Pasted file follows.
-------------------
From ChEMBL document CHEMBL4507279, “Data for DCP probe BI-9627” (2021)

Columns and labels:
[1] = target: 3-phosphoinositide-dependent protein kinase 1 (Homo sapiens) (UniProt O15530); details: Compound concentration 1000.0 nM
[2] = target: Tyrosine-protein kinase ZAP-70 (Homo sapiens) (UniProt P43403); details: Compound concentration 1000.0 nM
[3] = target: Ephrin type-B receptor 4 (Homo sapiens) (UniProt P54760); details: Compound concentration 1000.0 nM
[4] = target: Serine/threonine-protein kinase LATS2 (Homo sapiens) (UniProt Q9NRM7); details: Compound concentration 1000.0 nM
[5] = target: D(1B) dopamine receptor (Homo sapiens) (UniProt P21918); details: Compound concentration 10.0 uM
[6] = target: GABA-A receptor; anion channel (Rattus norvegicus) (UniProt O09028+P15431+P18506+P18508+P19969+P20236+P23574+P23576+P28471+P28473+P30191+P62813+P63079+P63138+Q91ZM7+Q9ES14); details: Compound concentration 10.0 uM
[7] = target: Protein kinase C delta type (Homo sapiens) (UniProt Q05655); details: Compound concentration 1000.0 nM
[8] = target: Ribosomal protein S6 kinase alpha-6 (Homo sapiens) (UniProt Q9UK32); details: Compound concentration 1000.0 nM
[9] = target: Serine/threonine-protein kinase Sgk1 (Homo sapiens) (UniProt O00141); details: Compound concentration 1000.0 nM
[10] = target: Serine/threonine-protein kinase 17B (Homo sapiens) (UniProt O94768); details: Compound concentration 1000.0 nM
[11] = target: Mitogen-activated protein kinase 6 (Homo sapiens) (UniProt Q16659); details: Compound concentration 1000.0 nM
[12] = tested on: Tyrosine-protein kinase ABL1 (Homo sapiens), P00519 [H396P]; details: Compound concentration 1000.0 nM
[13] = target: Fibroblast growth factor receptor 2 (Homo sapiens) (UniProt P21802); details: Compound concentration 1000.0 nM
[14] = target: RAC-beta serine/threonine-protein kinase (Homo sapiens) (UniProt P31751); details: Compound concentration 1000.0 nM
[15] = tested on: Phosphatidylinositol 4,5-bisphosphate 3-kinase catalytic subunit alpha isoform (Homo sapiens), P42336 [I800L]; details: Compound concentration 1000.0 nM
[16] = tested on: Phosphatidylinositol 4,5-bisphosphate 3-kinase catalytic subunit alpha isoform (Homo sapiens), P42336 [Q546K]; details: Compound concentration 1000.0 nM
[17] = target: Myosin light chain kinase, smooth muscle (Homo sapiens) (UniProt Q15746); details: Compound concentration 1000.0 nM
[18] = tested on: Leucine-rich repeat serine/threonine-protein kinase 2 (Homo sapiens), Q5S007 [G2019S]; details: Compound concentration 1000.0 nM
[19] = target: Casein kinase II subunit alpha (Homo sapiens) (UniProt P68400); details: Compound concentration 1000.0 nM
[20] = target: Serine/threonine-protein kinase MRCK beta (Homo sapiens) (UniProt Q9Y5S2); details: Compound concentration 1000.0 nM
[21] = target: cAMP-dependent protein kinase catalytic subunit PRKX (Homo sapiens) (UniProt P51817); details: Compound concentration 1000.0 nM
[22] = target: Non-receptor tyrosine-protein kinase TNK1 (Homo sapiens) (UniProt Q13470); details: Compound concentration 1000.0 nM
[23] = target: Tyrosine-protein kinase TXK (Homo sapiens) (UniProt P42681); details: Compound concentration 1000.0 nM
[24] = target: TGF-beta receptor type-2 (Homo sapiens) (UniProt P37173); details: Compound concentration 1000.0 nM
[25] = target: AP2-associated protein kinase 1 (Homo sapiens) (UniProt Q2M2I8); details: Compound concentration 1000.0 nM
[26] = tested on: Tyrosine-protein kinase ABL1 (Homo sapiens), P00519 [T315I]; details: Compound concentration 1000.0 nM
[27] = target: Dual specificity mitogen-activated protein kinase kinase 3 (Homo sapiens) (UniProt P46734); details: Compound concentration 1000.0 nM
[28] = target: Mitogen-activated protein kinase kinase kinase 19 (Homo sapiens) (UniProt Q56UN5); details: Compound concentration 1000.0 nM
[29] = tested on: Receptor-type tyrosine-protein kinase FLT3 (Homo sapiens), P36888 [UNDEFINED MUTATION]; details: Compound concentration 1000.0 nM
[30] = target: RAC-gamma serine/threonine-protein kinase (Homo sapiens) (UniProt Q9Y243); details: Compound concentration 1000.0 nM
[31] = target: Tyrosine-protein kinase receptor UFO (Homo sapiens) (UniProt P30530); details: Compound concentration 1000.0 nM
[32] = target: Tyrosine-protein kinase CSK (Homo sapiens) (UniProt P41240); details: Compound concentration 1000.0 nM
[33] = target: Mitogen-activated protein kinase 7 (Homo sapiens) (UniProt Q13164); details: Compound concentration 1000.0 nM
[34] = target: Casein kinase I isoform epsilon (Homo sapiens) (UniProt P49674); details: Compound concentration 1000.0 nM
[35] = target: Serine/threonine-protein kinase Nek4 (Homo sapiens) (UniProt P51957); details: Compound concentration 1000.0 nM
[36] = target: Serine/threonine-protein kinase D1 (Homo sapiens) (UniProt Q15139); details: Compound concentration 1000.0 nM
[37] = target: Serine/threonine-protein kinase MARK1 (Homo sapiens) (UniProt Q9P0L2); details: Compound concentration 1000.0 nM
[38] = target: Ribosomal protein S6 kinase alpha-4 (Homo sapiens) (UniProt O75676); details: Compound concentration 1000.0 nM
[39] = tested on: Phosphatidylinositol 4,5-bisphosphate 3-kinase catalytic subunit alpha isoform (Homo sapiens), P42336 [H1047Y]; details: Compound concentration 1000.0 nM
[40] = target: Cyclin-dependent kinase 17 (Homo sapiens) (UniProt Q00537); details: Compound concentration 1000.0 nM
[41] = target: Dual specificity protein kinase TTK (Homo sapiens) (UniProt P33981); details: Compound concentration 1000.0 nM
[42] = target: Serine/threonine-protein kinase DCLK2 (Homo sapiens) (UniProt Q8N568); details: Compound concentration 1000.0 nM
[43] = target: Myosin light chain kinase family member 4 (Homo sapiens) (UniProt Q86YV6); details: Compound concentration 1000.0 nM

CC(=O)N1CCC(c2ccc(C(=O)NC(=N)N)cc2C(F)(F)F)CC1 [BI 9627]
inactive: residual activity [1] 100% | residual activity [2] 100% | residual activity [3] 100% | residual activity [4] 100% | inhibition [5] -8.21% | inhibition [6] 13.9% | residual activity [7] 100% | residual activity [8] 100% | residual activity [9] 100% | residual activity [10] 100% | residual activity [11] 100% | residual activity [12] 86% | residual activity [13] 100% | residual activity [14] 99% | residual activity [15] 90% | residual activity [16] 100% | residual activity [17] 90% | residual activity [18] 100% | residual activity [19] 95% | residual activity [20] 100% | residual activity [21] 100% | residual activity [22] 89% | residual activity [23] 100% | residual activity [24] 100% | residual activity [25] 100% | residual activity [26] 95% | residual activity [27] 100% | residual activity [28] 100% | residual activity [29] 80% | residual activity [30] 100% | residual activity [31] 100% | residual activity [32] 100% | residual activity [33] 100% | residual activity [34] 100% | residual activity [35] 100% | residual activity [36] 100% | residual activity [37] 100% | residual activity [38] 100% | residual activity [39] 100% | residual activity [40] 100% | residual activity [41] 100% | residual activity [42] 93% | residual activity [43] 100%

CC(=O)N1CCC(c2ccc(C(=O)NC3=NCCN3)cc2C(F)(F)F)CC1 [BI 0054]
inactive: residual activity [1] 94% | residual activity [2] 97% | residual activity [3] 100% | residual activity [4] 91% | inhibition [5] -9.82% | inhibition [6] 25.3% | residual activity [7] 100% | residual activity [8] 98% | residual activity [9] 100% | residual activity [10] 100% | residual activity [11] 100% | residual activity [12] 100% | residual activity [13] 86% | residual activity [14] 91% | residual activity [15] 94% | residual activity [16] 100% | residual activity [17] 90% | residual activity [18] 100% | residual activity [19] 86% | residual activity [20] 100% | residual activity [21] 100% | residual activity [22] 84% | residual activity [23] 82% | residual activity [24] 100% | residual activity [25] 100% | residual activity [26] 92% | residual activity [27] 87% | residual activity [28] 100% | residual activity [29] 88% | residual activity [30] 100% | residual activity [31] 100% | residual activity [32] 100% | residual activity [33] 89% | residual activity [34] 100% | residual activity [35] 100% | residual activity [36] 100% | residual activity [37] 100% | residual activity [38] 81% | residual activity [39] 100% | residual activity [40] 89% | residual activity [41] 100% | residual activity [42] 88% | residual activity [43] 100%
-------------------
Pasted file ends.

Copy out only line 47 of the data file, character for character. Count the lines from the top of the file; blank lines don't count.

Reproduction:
inactive: residual activity [1] 100% | residual activity [2] 100% | residual activity [3] 100% | residual activity [4] 100% | inhibition [5] -8.21% | inhibition [6] 13.9% | residual activity [7] 100% | residual activity [8] 100% | residual activity [9] 100% | residual activity [10] 100% | residual activity [11] 100% | residual activity [12] 86% | residual activity [13] 100% | residual activity [14] 99% | residual activity [15] 90% | residual activity [16] 100% | residual activity [17] 90% | residual activity [18] 100% | residual activity [19] 95% | residual activity [20] 100% | residual activity [21] 100% | residual activity [22] 89% | residual activity [23] 100% | residual activity [24] 100% | residual activity [25] 100% | residual activity [26] 95% | residual activity [27] 100% | residual activity [28] 100% | residual activity [29] 80% | residual activity [30] 100% | residual activity [31] 100% | residual activity [32] 100% | residual activity [33] 100% | residual activity [34] 100% | residual activity [35] 100% | residual activity [36] 100% | residual activity [37] 100% | residual activity [38] 100% | residual activity [39] 100% | residual activity [40] 100% | residual activity [41] 100% | residual activity [42] 93% | residual activity [43] 100%